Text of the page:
- The Energy Mix - https://www.theenergymix.com -

Your Climate Shadow Matters More Than Your Carbon Footprint

Long promoted as the best metric of a sustainable life, the carbon footprint should be understood as just one part of everyone’s “climate shadow”—the sum of how our life choices, good and bad, intersect with the climate crisis, writes climate journalist Emma Pattee.

The “carbon footprint”—a tool that’s supposed to help youcalculate your contribution to climate change—was the brainchild of fossil giant BP, and has kept us all nibbling in isolation at the edges of climate action, Pattee writes.

That’s because “our footprints don’t paint an accurate picture of our true individual impact on the climate crisis,” she explains. It puts the focus on low-impact actions like recycling or turning off lights, instead of more meaningful work like lobbying local politicians or speaking up at work about wasteful practices.

“Imagine if Greta Thunberg had decided to devote her attention to using less water or ditching dairy products instead of creating #FridaysforFuture.” 

That’s why the footprint concept needs to be subsumed into a larger, far richer metric, Pattee says: an individual’s “climate shadow.”

A composite of consumption patterns, choices, and the degree of attention one actually pays to the climate crisis, Pattee offers the carbon shadow as a means to “visualize how the sum of our life’s choices influence the climate emergency.”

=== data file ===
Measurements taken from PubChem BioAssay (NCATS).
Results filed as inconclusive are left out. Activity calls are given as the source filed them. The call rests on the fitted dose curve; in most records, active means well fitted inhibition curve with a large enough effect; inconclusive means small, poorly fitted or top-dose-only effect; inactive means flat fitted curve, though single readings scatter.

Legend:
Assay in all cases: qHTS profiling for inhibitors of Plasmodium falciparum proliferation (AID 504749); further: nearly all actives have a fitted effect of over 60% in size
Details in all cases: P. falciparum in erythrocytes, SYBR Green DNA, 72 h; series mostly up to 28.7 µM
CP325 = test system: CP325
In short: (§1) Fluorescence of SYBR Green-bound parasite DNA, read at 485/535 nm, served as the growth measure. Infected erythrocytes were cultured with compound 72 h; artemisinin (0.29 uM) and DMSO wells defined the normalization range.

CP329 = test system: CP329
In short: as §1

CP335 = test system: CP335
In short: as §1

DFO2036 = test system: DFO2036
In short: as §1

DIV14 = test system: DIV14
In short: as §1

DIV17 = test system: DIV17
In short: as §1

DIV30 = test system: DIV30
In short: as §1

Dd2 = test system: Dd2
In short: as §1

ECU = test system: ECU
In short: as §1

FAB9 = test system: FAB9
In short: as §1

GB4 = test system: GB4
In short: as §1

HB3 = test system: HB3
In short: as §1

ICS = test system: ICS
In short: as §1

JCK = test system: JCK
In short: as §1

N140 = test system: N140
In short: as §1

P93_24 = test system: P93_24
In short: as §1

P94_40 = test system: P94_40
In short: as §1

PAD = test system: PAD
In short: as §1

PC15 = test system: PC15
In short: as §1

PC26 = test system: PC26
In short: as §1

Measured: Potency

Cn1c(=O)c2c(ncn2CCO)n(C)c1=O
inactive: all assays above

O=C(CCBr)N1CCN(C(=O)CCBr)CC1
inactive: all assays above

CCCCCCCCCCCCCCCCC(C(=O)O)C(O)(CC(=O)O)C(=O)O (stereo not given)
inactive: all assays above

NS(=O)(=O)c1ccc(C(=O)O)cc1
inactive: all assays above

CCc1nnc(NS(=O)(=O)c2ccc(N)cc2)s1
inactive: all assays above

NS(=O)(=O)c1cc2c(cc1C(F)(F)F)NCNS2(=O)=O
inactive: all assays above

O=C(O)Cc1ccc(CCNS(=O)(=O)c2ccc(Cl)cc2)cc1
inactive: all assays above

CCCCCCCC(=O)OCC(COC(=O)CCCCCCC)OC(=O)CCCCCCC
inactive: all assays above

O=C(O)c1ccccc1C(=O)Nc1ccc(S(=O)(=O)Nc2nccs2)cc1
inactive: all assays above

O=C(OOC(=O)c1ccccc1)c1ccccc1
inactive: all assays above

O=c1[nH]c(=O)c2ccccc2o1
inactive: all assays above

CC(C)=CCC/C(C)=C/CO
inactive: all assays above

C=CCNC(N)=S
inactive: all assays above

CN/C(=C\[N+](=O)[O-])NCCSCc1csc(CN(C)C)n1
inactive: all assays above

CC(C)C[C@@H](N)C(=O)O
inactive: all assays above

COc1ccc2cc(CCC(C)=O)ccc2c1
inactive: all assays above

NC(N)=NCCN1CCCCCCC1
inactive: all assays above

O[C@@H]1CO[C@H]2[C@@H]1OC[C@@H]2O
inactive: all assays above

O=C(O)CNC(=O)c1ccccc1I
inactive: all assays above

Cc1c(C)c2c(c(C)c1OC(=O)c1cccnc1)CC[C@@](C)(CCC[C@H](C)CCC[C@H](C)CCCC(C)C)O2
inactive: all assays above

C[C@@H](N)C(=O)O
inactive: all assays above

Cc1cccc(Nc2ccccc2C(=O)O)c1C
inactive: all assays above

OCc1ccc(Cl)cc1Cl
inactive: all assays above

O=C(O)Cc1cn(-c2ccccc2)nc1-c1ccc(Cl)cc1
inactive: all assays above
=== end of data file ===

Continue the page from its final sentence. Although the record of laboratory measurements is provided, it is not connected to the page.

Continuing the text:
“Think of your climate shadow as a dark shape stretching out behind you,” she advises. “Everywhere you go, it goes too, tallying not just your air conditioning use and the gas mileage of your car, but also how you vote, how many children you choose to have, where you work, how you invest your money, how much you talk about climate change, and whether your words amplify urgency, apathy, or denial.”

Unlike a carbon footprint, the climate shadow “includes actions that defy easy calculation,” like one of her friends who chose not to have children “due to climate concerns”, and another who “helps with our local utility company’s green energy program.”

Critically, the climate shadow also encompasses “contagious behaviors, like installing solar panels, giving up flying, or talking about climate change in everyday conversation.”

It’s the potential to encourage a positive, collective, “contagion” that really sets the idea of a climate shadow “head and shoulders above the concept of a carbon footprint,” Pattee writes.

Just as then-U.S. attorney general Robert Kennedy observed in a March, 1968, campaign speech that GDP “measures everything… except that which makes life worthwhile,” Pattee points to the same narrow, life-denying calculus in the idea of a carbon footprint: “It measures everything except what actually matters.”

A “bracing moral inventory” and “a kind of spiritual reckoning” will be required from each of us “if we are going to work together to keep the worst of the climate crisis from happening,” she says. But that can begin with focusing far less on shrinking our individual carbon footprints, much more on lengthening and deepening our climate shadows, whose cooling power in the collective will be very great indeed.